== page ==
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Steeg v. Vilsack

United States District Court, W.D. Kentucky, Paducah Division

November 13, 2017

JAMI W. STEEG, PLAINTIFF
v.
THOMAS J. VILSACK, SECRETARY OF AGRICULTURE DEFENDANT

          MEMORANDUM OPINION AND ORDER

          Thomas B. Russell, Senior Judge.

         This matter is before the Court on Plaintiff Jami W. Steeg's motion for reduction and/or elimination of costs, [DN 103] and motion for reconsideration of the Court's order imposing costs, [DN 105.] Defendant Secretary of Agriculture Thomas J. Vilsack's responded, [DN 113], and Defendant replied, [DN 98.] Fully briefed, this matter is ripe for adjudication, and for the following reasons, Plaintiff's motions, [DN 103; DN 105], are DENIED.

         BACKGROUND

         This action came before the Court for a trial by jury on November 7, 2016. [DN 42 (Scheduling Order).] On November 10, 2016, the jury returned its verdict, finding that Defendant did not sexually harass or retaliate against Plaintiff. [See DN 90 (Jury Verdict).] The Court thereafter entered judgment in Defendant's favor on all claims. [DN 92 (Judgment).] Defendant timely submitted a verified motion for costs, accompanied by invoices of the various expenses. [See DN 96 (Verified Motion for Costs) and accompanying exhibits.] Defendant's trial counsel, Assistant United States Attorney Jessica Malloy, stated that the costs Defendant seeks were necessarily incurred in this case. [DN 96-2.] Defendant sought to recover three costs: (1) the costs associated with deposing seven individuals who testified at trial, 2) the cost of obtaining transcripts of Plaintiff's phone recordings, and 3) witness attendance costs for six witnesses.[1][See DN 96-1 at 1-7 (Memorandum in Support of Verified Motion for Costs).] The Court granted Defendants motion with respect to each of those categories of costs. [DN 100.]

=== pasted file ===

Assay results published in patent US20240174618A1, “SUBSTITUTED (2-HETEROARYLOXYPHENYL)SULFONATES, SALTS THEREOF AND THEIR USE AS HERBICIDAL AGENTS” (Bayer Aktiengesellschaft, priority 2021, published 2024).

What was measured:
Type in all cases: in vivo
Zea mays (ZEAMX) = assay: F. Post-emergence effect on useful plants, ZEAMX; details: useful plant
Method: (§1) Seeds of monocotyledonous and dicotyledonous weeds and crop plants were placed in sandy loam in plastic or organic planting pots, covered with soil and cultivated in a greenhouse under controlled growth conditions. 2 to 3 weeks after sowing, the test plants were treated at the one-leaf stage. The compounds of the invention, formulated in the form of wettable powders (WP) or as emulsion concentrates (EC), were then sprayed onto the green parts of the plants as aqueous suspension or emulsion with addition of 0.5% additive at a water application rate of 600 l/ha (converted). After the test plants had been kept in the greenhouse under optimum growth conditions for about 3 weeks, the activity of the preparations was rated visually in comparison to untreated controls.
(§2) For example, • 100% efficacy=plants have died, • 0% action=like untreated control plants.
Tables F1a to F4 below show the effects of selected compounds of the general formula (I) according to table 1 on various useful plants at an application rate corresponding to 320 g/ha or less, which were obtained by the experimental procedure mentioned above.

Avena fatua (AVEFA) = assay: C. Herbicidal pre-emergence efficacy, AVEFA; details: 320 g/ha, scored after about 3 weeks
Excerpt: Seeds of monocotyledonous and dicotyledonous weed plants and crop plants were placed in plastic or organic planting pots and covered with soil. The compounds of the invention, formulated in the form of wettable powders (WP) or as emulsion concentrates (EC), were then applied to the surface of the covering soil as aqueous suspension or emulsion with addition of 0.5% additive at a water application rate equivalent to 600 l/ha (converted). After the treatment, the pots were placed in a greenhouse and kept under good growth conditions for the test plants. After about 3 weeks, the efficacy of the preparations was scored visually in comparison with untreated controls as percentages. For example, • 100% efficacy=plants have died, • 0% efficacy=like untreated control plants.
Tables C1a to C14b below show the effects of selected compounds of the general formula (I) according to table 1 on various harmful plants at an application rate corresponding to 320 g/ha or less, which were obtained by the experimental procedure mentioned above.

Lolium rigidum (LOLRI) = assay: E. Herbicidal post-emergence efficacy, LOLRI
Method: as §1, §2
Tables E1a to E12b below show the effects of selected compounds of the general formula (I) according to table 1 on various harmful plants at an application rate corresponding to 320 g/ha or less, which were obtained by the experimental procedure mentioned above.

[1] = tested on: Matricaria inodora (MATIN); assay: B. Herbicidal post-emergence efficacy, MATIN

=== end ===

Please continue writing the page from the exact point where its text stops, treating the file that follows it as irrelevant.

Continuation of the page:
Thereafter, Plaintiff appealed the Court's decision as to costs to the Sixth Circuit Court of Appeals, [DN 101.] Plaintiff then filed a motion for reduction or elimination of the costs imposed by the Court and a separate letter, which the Court construes as a motion requesting the Court to reconsider its Order imposing such costs. [DN 103; DN 105.] Before the Sixth Circuit can address Plaintiff's appeal, the Court must rule on her pending motions. [DN 108 (Notice from United States Court of Appeals).]

         STANDARD